How to Sell a House in NSW – The Definitive Guide
To Selling a House in NSW
Selling a home or apartment is one of the most significant biggest decisions of your life. Think about it, with property values gradually increasing (especially in Sydney with property prices going through the roof), you want to make sure you understand your legal rights before you start out.
Selling a new home is a huge commitment and you want to do your homework and cover all of the legal bases before you commit. Our guide will take you through the selling process and what to expect in terms of home price, legal costs and of course your rights as the seller.
Before You Sell Your Home
There are two main methods that you can sell a home in NSW, either through a private treaty or at auction.
In NSW, many people sell their homes by private treaty. This means that you (or your agent) advertise your property with a price you’d like to get for it, and when people who are in the real estate market for buying a home see your advertisement, they contact you (or your agent) and negotiate a final purchase price with you.
On the other hand, when you sell your primary residence by way of auction, your home is listed for a specific date for auction where potential buyers bid on your property, and the highest bidder pays you the winning bid to purchase the home from you.
The Contract for Sale
Regardless of how you sell your home (sale by owner or through an agent), the first thing you need to do before putting your property on the market is to prepare a contract for sale. This is required by NSW state law.
According to the Vendor Disclosure Requirements, the contract for sale must include all information related to the property. You must also provide warranties on the property you are selling.
Some common documents that are compulsory and therefore included in a contract for sale are:
- Zoning certificate that shows the planning of the area that may affect the property
- Drainage diagram that shows the location of the sewer lines and sewer mains
- Certificate of title that confirms you are the owner of the property
- Documents related to any easements, restrictions, and rights of way that may affect the property
If the property you’re selling is an apartment unit, then this means you are selling a strata title property, and so you will need to include:
- Property certificate for the lot and common property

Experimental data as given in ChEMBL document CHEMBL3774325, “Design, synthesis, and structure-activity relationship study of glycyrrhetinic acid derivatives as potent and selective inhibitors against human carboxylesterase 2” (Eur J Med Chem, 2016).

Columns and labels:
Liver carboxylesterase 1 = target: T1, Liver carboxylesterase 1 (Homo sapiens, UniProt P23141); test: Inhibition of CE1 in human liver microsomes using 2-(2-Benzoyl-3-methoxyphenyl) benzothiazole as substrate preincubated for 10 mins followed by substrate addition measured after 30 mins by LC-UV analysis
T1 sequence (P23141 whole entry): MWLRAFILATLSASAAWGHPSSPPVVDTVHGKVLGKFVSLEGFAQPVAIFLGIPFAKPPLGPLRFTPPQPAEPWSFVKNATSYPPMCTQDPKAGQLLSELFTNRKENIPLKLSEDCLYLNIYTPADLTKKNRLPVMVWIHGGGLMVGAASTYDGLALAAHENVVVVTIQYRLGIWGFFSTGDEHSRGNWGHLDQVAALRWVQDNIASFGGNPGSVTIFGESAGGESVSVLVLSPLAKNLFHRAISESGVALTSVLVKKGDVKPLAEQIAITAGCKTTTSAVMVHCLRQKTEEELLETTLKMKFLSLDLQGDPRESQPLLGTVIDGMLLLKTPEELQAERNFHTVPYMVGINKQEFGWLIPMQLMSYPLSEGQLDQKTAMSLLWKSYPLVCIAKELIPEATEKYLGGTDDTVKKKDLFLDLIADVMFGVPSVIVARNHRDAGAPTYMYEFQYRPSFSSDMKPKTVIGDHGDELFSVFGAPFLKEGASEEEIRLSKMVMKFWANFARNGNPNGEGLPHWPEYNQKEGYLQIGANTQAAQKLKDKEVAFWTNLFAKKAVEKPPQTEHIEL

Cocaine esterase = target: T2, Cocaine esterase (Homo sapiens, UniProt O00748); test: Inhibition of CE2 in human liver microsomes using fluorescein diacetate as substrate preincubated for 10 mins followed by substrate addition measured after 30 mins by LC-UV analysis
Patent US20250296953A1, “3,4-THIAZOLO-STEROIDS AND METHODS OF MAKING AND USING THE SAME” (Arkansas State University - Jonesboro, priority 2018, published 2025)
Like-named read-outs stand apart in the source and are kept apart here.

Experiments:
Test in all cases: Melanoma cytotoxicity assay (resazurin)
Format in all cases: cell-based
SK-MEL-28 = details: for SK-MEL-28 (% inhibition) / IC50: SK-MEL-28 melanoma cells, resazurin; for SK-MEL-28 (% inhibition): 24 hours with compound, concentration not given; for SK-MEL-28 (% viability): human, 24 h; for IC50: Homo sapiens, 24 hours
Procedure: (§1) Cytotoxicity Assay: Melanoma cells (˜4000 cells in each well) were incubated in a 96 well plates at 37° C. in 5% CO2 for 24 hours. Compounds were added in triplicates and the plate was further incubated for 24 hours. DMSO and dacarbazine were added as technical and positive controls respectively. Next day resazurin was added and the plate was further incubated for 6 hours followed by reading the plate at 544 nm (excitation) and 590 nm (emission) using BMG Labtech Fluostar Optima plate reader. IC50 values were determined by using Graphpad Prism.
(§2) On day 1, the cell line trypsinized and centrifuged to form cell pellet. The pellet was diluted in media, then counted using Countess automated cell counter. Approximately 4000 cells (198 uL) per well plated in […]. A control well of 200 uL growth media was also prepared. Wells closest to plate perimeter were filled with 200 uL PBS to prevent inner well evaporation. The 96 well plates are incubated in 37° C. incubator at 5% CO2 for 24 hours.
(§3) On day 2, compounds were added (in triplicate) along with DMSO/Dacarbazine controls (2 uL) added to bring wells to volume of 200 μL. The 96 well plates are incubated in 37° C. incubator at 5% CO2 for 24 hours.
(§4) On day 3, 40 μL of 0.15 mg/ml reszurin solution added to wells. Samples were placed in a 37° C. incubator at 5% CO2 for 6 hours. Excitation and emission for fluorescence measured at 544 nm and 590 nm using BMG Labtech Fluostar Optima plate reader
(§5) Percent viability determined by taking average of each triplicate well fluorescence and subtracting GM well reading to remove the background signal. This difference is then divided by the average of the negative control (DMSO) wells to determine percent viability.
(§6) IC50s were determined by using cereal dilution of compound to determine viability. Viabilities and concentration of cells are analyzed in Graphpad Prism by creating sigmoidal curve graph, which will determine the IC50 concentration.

- Strata plan that shows the lot
- Any change of by-law that affects the use of the common property
- Strata manager’s details on the front page of the contract
In some cases, you may need to include additional documents, such as a building certificate. It is best to consult your solicitor to find out what documents you need to include in the contract for sale.
The contract for home sale usually contains many standard terms, and some of these terms may not apply to the property you’re selling. It is a good idea that you instruct your solicitor to prepare the contract for sale for you and that you go through the contract with your solicitor in detail to make sure that the terms are in your best interests. In addition, most buyers will negotiate the terms or include additional terms in the contract. Your solicitor will negotiate these terms with the buyer’s solicitor to make sure that they are fair to you.
When you sell your home, you sell it “as is”, meaning that you will include all the fixtures in the sale. A fixture is an item that can’t be removed without damaging the property. For example, a wired-in stove is considered a fixture. If there are items that you don’t want to include in the sale, make sure that your solicitor makes a note of that in the contract.
Unless you sell your property by auction, in which case the highest bidder is bound to go through with the sale, there is usually a 5-day “cooling off” period in a property sale. During this period, the prospective buyer can hire someone to inspect the property before he/she goes ahead with the purchase. Sometimes you can ask the buyer to waive this period by having their solicitor or conveyancer provide you with a signed section 66W certificate.
Paying the Real Estate Agent